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Muscular Stiffness in the HamstringsRelative to Stiffness in the Lumbar SpineBetween an Awake State and during Anaesthesia
Luleå University of Technology, Department of Health Sciences, Health and Rehabilitation.
2018 (English)Independent thesis Advanced level (degree of Master (Two Years)), 20 credits / 30 HE creditsStudent thesis
Abstract [en]

Study design: Experimental study.Background: Mechanical low back pain often presents with a non-optimal movement. If thehamstrings are relatively stiffer than the lumbar spine, which is relatively more flexible, it canlead to an increased load on the lumbar spine followed by pain. Muscular stiffness can bedefined as the passive resistance to elongation of the muscle. To this date it is not known towhat extent active (CNS controlled) or intrinsic passive factors contribute to muscularstiffness.Objectives: Investigate whether the stiffness in the hamstrings relative to stiffness in thelumbar spine in women is similar when they are awake and when they are sedated.Methods: Eleven healthy women planning to perform plastic surgery to the upper bodyunder anaesthesia were included. A passive straight leg raise was conducted before and rightafter sedation, and the degree of hip flexion when the lumbar spine started to move intoflexion was recorded.Results: The mean degree of hip flexion preoperatively was 54.45 ± 18.27° and 71,09 ±19,34° under anaesthesia. There was a significant difference between the measures (p=0.006).Conclusion: The results indicate that during sedation, the stiffness in the hamstrings is lowerthan when being awake. The difference might be explained by during anaesthesia themuscular system active response and the neural system control of reflex or activecontractions is lower since the passive factors within the muscle are unchanged.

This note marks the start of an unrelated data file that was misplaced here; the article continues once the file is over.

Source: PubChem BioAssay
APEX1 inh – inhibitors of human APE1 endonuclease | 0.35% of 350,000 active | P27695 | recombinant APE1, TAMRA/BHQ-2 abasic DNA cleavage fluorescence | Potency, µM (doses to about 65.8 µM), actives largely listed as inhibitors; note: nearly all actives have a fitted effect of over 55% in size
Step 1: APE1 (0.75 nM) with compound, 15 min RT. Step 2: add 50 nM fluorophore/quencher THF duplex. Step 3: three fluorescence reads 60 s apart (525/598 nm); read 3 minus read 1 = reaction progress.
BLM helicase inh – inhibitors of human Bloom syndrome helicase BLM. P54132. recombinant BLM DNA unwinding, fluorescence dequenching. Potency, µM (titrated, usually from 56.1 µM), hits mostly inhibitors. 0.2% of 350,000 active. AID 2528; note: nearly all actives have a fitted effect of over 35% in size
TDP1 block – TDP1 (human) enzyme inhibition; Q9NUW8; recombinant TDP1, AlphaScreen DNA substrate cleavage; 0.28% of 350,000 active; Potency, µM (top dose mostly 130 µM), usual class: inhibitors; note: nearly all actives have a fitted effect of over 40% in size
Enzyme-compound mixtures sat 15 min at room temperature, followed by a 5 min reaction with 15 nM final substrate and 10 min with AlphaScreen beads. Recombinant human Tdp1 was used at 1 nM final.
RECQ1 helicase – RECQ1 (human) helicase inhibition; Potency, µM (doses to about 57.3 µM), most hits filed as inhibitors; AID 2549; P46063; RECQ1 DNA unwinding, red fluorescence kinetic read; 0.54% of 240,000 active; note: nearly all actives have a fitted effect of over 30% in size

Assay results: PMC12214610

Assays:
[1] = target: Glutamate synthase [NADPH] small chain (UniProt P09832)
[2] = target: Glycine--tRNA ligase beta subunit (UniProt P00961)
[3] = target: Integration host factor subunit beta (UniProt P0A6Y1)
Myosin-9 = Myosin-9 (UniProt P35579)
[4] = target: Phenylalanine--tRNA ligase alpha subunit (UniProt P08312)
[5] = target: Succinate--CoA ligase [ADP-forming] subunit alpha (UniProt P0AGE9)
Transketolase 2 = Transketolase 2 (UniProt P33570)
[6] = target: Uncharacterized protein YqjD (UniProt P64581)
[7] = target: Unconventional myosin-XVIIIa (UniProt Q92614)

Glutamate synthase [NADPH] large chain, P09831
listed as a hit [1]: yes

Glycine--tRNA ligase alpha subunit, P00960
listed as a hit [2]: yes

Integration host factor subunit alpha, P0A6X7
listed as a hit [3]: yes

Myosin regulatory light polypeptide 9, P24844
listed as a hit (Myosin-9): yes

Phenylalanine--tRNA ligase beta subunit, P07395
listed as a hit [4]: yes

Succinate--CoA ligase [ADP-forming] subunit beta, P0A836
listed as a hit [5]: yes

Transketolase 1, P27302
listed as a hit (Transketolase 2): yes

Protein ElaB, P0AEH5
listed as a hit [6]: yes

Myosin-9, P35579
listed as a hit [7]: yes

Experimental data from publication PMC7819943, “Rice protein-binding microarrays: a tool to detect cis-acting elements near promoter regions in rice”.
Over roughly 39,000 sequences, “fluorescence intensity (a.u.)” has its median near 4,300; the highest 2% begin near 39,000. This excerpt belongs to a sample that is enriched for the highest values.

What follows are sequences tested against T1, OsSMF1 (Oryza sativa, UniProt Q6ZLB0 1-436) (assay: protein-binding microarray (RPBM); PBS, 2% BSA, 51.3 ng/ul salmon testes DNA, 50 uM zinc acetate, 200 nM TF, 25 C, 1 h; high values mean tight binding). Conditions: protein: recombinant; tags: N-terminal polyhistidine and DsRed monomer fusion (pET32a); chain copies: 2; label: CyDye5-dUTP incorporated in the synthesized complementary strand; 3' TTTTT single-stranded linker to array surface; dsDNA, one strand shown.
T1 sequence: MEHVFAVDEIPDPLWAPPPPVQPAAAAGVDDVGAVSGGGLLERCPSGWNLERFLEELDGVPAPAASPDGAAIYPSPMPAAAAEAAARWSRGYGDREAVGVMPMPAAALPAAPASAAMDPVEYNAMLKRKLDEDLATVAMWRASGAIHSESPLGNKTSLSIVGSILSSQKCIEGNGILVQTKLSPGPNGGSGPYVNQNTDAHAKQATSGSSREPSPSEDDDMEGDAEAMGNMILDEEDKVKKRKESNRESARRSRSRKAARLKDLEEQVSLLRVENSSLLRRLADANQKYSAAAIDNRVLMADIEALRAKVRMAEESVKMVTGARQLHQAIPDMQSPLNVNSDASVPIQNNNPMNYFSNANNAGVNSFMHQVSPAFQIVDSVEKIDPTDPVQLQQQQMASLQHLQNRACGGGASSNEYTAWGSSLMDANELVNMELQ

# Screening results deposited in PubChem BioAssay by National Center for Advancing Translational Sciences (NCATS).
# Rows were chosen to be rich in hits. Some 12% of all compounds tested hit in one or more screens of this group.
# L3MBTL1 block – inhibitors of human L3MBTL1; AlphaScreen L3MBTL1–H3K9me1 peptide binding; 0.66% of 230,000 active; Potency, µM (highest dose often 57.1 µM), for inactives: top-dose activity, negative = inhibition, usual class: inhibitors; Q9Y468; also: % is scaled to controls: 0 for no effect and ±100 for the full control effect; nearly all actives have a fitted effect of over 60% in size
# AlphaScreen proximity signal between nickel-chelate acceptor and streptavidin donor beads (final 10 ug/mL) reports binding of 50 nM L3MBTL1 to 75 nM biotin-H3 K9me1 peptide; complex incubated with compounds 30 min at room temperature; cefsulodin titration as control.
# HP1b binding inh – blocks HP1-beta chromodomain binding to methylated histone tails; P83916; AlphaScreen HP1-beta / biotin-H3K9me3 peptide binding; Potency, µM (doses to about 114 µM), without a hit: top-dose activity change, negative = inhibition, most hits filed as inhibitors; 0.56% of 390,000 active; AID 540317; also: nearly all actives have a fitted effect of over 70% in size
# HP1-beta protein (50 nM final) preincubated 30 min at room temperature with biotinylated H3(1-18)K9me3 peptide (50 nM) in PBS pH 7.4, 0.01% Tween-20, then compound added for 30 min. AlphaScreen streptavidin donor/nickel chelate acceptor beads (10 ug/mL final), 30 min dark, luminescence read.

Place, publisher, year, edition, pages
2018. , p. 38
Keywords [en]
hamstrings, neurophysiology, relative flexibility, stiffness
National Category
Physiotherapy
Identifiers
URN: urn:nbn:se:ltu:diva-70486OAI: oai:DiVA.org:ltu-70486DiVA, id: diva2:1239989
Subject / course
Student thesis, at least 30 credits
Educational program
Physiotherapy, master's level (120 credits)
Supervisors
Examiners
Available from: 2018-08-23 Created: 2018-08-20 Last updated: 2018-08-23Bibliographically approved

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CiteExportLink to record
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